The Island Food Pantry – helping our neighbors

The Island Food Pantry – helping our neighbors

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Rosie Herman, Violet Cabot, and Leah Littlefield (left to right) form a bag brigade to move food along the sidewalk and into the food pantry. Bag brigade members — Photo by Ralph Stewart

Hunger is an unfortunate fact of life for many on our Island. Fortunately, the Island Food Pantry will open for the season on Monday, October 18 at 2 pm at the Stone Church on William Street in Vineyard Haven.

Started in 1981 by the Reverend Helen Oliver, the Island Food Pantry does all it can to offer help for those who need it. Coordinated since 1996 by Armen Hanjian, a retired United Methodist Minister who lives in Oak Bluffs, this all-volunteer program is an extraordinary community effort.

Thanks to the generosity of The Martha’s Vineyard Hebrew Center (MVHC) the Island Food Pantry received a large donation of groceries just in time for its opening. Each year the Hebrew Center has a food drive for the Island Food Pantry coinciding with the High Holy Days. Bags donated by Cronig’s are given out during services and are returned to the Hebrew Center filled with non-perishable goods.

Stormy weather on Wednesday, October 8 didn’t stop students of the MVHC Religious School from loading 113 bags of groceries into two vans and a truck and transporting them to the food pantry. Nicole Cabot, director of the Religious School, has been involved in this project for 15 years. While the students were having a snack and getting ready, Ms. Cabot talked about the importance of the children’s involvement in the food drive. “I don’t think the need hits home until they do this work,” she said, adding that giving back is an important part of Judaism.

Loading the bags was work but many hands made it fun. Soon, everyone was ready for the short trip to the food pantry, where Mr. Hanjian was waiting for the children with a welcoming smile and warm embrace. After everything was unloaded, he gently asked the children to guess how long they thought the food would last. They guessed a month, maybe two. His answer surprised everyone. “About two weeks.”

Handling this amount of food and learning how much more is needed sent a powerful message to the students and the adults with them. Later Mr. Hanjian recalculated and realized these 113 bags actually would last even less time, “about an average day of distribution.” Fortunately the quiet involvement of individuals, schools, businesses, clubs, and religious communities ensures that the shelves are kept full and there is food for those who need it.

The important behind-the-scenes work of the food pantry has recently been documented by Josh Bernstein, aged 14, of Chilmark, in a film he created as a Mitzvah project. Made with the help of his parents and many others, the 28-minute film tells the story of the food pantry and highlights some of the many local businesses and dedicated people that are helping. “The film is Josh’s effort to do something lasting for this community,” his mother, Jill Bernstein, said.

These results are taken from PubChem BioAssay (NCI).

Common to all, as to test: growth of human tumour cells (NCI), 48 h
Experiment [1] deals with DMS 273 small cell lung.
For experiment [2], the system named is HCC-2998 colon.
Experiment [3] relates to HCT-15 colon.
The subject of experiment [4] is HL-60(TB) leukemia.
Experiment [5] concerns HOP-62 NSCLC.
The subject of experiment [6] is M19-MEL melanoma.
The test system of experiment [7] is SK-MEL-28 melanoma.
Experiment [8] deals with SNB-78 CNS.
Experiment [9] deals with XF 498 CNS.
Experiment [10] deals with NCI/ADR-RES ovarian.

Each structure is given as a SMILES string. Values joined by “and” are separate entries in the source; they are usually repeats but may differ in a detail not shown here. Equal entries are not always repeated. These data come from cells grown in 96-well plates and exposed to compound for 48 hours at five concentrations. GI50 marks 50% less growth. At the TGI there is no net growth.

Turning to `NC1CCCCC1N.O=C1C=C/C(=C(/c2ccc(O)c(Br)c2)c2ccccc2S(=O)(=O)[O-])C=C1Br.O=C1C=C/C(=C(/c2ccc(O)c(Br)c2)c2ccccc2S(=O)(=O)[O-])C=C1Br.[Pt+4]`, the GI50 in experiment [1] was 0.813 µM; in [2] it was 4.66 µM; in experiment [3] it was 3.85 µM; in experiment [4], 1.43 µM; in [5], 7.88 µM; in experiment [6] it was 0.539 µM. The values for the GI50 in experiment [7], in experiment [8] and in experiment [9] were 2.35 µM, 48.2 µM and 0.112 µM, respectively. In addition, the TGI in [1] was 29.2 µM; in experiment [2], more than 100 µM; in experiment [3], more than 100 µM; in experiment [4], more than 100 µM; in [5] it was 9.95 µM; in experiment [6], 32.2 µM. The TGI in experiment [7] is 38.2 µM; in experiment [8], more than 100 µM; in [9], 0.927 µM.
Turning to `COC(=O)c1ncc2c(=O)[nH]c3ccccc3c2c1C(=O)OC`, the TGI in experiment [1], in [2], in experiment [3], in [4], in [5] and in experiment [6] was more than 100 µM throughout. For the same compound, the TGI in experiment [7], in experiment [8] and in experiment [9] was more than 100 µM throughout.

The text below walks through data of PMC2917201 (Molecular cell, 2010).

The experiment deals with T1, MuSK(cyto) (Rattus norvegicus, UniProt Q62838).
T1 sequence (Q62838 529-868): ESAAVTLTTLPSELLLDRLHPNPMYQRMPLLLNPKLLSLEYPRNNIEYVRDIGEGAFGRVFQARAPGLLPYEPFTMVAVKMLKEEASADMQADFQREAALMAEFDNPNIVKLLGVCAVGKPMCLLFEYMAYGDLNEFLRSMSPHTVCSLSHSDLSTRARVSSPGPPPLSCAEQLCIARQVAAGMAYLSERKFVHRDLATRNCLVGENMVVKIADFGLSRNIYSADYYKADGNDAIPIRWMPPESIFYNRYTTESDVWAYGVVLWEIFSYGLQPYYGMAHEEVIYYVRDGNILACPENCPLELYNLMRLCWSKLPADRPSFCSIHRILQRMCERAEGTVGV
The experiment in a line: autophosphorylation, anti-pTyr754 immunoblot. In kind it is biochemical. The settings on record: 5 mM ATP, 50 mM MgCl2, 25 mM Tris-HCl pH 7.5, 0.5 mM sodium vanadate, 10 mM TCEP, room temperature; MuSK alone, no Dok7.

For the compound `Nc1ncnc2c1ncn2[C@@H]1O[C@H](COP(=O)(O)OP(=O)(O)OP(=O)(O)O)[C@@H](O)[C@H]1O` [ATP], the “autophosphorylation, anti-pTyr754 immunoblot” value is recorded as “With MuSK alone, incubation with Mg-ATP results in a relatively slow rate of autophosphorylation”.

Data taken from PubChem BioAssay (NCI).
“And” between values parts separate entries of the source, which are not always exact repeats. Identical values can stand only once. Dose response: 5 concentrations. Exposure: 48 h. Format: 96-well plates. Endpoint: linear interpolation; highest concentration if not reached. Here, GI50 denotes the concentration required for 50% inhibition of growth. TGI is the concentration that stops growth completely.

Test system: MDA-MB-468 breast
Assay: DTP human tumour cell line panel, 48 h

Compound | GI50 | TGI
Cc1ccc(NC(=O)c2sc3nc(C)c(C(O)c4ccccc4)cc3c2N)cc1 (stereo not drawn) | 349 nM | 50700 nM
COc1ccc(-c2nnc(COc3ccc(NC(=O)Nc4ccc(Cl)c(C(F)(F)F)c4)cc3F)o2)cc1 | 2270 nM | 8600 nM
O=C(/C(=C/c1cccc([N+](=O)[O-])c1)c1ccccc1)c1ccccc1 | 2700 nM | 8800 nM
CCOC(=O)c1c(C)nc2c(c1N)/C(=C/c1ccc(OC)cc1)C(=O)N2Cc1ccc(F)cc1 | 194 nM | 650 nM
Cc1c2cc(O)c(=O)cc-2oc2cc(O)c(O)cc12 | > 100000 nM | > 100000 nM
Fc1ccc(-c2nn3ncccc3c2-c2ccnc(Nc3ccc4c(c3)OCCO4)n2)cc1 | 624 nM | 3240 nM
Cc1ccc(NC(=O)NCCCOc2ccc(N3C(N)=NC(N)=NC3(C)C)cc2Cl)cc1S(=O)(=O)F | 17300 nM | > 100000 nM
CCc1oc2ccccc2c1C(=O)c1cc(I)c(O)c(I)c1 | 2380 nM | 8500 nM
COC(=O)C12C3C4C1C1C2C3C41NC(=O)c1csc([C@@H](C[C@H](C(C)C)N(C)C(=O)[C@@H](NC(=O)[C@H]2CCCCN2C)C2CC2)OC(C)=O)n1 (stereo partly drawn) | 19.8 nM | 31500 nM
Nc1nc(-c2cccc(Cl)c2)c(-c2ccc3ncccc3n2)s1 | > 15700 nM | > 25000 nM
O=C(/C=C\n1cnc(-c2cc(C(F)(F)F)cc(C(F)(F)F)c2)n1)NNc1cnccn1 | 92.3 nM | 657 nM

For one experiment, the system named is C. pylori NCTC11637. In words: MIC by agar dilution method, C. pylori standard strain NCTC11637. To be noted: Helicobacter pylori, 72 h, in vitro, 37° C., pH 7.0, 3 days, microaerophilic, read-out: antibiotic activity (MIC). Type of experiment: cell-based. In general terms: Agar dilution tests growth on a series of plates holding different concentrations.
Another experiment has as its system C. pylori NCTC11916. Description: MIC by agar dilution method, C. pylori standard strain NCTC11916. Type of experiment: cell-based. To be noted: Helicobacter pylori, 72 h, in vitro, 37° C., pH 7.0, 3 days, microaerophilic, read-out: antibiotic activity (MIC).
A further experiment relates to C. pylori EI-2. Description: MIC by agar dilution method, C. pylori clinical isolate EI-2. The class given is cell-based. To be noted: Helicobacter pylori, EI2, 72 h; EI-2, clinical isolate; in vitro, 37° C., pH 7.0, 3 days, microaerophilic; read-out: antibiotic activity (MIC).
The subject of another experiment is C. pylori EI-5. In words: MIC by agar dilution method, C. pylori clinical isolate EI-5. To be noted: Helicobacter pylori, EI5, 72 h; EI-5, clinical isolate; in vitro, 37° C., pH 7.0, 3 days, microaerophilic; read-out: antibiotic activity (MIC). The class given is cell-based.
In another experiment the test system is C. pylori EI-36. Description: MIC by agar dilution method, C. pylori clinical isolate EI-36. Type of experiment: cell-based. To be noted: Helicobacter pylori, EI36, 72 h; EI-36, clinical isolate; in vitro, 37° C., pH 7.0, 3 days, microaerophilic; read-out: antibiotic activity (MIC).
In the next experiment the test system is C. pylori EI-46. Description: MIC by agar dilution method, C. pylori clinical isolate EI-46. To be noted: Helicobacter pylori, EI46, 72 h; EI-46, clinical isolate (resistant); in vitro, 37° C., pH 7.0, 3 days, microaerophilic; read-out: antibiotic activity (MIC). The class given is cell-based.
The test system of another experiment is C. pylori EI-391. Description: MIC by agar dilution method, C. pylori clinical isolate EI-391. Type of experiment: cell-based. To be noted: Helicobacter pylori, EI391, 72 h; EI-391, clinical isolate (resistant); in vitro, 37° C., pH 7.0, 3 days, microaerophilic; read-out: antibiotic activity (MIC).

The first public viewing of this film will be at 1 pm this Sunday, October 17 at the Capawock Theatre in Vineyard Haven. A benefit for the food pantry, the event is open to the public, with admission being at least one non-perishable food item. The enduring family movie “Mary Poppins” will follow.

The Island Food Pantry will be open Monday, Wednesday, and Friday from 2 to 4 pm. Each week people who have established a need for assistance will receive a bag of produce, a bag of staples — such as soup, pasta, peanut butter, tuna, and cereal, and a third bag of miscellaneous goods of their own choosing. Once a month they will be given a $25 Stop and Shop card to further supplement their needs.

The food pantry will be in operation from mid October until mid April. Last year, there were 2,600 visits to the pantry and Mr. Hanjian expects this year will be similar. “Nationally we are told that one out of eight families need food support. It’s probably not very different here on the Island.”

For some people, it is hard to acknowledge that they need the kind of help the food pantry provides. “If you or anyone else knows people who need the pantry, please encourage them to come,” Mr. Hanjian said. “It can be a difficult step to take. Most of the 510 people who came last year needed that initial encouragement.”

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How to help our neighbors

1. Attend the film screening October 17 at 1 pm at the Capawock Theatre with your family and bring groceries for the Island Food Pantry

2. Sign up for the Crop Walk on Sunday, Oct. 27, which starts at 2 pm at St. Augustine’s Church, or sponsor someone who is walking.

3. Volunteer at the food pantry. Call 508-693-4764 for information.

4. Donate food. Purple collection boxes marked Island Food Pantry are located at markets and houses of worship across the Island.

5. Provide funds to the Island Food Pantry. Send a check to Island Food Pantry, PO Box 1874, Vineyard Haven, MA 02568.

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